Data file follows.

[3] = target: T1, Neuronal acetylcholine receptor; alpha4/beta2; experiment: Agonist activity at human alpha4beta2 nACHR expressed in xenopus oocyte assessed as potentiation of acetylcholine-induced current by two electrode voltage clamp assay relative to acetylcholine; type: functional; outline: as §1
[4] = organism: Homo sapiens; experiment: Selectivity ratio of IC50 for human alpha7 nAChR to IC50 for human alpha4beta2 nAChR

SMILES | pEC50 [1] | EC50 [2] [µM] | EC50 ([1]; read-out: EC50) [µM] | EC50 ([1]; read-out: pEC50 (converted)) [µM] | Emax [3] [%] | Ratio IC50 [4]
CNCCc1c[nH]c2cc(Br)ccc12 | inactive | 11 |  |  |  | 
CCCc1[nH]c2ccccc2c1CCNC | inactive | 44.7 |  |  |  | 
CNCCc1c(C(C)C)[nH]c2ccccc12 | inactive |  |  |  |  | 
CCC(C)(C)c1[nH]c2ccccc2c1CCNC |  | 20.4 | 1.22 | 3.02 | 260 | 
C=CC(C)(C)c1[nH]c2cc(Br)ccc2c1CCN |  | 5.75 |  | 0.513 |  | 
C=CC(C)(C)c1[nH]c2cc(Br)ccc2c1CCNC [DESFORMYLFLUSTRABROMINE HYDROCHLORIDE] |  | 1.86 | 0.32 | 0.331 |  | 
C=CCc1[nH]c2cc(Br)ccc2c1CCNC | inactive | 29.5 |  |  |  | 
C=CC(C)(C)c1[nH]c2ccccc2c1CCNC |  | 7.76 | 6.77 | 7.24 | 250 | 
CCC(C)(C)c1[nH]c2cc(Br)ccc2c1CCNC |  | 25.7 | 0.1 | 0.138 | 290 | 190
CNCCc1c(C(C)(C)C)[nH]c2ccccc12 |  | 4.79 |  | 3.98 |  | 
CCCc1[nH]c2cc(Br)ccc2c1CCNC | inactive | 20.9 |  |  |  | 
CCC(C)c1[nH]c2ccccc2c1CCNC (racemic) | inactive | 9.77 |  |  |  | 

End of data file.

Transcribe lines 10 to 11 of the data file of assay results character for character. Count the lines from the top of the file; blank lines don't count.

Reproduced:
C=CCc1[nH]c2cc(Br)ccc2c1CCNC | inactive | 29.5 |  |  |  | 
C=CC(C)(C)c1[nH]c2ccccc2c1CCNC |  | 7.76 | 6.77 | 7.24 | 250 | 